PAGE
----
"Chuck was raised hard."...

"The winters were so cold, the flames in the fire place would freeze up solid!  My Moma would take that frozen fire, grind it up, can it and we'd use the frozen fire year round on our food for red pepper.

I have seen the rain come down so hard, the creek would rise so high, you could walk under the creek and stay dry!  That's a fact, I was there.  In the summer it would get so hot the birds had to use pot holders to get worms out of the ground and the cows would roll over on their backs and give themselves milk showers for relief.

That's too's a fact, I'd never bend the truth about something like that. My Granddaddy said "It ain't worth talking If'n you're gonna tell the truth," and Grandma said, "Tell the truth but tell it slant." I was so ugly as a baby the family cat tried to cover me up and the old hound dog would look at me and run outside and eat grass."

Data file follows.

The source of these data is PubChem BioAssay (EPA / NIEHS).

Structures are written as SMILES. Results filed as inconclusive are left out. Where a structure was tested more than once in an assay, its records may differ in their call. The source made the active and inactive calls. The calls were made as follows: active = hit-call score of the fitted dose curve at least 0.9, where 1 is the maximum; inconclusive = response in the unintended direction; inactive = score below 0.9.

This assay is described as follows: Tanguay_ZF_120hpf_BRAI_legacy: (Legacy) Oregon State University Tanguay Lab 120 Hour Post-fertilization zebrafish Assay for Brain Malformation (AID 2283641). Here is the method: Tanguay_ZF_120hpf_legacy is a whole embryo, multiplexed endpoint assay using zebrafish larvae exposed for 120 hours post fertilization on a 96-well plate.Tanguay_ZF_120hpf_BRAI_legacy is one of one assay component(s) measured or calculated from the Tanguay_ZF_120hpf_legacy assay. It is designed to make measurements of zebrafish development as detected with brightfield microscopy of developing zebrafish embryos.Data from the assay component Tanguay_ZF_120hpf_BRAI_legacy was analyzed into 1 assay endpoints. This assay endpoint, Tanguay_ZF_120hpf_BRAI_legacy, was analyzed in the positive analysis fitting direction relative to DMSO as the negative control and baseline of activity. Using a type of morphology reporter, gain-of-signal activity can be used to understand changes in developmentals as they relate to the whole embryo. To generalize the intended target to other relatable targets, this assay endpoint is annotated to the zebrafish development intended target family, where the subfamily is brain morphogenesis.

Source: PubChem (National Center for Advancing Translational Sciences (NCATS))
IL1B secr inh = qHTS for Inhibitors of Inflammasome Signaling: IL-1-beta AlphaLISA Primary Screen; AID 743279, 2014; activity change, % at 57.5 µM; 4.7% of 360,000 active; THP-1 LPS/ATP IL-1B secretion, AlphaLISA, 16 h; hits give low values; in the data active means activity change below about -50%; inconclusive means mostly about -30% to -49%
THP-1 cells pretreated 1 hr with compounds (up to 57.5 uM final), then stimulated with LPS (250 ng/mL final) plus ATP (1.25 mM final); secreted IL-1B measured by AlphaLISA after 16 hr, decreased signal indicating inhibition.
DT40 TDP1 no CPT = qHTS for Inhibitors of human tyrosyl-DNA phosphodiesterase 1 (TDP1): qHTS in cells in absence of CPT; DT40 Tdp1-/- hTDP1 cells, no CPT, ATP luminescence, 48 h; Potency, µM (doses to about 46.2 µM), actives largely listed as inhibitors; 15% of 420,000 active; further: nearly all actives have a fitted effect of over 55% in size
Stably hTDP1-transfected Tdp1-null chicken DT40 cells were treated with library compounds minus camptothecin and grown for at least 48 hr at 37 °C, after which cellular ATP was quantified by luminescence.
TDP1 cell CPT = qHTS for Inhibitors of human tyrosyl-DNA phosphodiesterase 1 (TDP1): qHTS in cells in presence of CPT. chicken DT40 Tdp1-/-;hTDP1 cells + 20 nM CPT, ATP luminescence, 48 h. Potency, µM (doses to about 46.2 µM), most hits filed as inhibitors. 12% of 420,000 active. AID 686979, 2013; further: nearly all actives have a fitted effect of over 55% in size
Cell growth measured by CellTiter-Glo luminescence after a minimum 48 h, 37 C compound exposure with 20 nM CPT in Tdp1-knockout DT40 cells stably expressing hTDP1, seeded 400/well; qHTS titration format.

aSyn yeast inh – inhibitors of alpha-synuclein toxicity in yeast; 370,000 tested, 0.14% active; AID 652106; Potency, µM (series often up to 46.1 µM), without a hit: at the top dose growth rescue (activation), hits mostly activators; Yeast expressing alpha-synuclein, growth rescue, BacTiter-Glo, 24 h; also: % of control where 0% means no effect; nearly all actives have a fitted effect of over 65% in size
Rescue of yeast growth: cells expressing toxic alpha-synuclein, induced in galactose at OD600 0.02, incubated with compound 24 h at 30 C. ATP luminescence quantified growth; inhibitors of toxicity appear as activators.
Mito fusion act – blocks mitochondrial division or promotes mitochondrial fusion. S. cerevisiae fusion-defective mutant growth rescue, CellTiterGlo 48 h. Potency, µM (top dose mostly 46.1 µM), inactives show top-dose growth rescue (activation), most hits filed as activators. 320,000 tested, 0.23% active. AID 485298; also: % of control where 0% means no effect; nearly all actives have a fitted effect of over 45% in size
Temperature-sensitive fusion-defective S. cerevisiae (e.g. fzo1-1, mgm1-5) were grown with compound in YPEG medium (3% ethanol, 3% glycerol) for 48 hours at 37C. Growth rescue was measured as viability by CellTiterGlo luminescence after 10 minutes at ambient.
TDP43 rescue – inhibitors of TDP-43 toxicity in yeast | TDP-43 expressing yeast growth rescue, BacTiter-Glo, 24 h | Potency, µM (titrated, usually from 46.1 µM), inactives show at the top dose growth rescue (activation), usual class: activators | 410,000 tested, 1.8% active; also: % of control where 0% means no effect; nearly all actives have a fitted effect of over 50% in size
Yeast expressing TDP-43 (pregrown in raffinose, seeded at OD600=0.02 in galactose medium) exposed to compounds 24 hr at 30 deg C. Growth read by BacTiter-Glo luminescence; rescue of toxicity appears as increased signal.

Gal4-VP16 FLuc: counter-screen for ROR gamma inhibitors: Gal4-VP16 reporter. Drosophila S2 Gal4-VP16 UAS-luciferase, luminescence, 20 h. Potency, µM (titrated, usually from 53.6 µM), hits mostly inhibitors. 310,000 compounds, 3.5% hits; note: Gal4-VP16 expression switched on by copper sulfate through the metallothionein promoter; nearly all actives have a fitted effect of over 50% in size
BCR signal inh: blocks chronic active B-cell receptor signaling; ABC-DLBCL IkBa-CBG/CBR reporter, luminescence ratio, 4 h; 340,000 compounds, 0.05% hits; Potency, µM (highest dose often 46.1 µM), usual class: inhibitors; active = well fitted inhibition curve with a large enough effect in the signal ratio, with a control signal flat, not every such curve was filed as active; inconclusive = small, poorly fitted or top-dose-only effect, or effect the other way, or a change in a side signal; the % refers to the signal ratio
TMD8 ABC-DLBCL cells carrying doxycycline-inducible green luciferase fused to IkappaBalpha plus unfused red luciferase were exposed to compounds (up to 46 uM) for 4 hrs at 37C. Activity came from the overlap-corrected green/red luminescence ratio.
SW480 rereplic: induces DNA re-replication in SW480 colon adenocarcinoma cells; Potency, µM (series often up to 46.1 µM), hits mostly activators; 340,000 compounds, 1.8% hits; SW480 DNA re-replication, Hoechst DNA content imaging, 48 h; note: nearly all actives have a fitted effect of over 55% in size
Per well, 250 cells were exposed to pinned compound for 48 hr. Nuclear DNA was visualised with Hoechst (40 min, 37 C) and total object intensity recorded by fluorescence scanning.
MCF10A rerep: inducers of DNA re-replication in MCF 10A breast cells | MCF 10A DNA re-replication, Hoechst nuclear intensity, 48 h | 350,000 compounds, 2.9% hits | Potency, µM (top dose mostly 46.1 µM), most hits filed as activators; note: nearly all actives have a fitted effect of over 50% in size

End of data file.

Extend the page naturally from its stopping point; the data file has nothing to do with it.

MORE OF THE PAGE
I live in a big city now but I was raised in a small town.  Last time I visited my home town, Pocomoke, the most exciting event was dumpster diving.  They just had finished installing a polished oak dumpster with glass sidings so you could window shop before diving.  Pocomoke is so small if you stood on a hill overlooking Pocomoke you could overlook Pocomoke.  The last digit in the zip code is a fraction.

The (Almost) True Story of Chuck's Life—(the tall version)*

* This TALL VERSION of Chuck's Life is available as an Acrobat PDF.
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